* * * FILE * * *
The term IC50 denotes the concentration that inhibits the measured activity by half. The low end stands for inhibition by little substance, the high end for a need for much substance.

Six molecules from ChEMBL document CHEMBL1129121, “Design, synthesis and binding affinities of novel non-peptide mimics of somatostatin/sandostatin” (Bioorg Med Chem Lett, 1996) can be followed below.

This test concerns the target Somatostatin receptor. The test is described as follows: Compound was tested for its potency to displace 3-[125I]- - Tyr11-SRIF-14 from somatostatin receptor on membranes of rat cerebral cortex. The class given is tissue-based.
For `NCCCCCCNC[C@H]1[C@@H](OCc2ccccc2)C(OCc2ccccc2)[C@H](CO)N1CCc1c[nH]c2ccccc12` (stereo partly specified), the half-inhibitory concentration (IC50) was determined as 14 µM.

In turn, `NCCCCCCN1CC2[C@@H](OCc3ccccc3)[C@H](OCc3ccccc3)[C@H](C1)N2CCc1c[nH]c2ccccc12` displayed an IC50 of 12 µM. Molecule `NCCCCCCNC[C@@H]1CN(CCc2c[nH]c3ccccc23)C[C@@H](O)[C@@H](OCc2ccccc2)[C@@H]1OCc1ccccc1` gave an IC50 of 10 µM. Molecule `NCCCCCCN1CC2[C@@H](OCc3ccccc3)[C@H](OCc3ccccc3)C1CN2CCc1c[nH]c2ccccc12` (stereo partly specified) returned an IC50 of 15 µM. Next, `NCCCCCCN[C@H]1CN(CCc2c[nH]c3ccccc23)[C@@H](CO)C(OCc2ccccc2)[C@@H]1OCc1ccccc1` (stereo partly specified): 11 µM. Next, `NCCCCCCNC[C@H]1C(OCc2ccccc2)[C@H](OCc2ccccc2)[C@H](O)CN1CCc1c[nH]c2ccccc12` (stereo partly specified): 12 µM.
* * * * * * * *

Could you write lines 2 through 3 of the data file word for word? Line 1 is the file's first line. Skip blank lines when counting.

Six molecules from ChEMBL document CHEMBL1129121, “Design, synthesis and binding affinities of novel non-peptide mimics of somatostatin/sandostatin” (Bioorg Med Chem Lett, 1996) can be followed below.

This test concerns the target Somatostatin receptor. The test is described as follows: Compound was tested for its potency to displace 3-[125I]- - Tyr11-SRIF-14 from somatostatin receptor on membranes of rat cerebral cortex. The class given is tissue-based.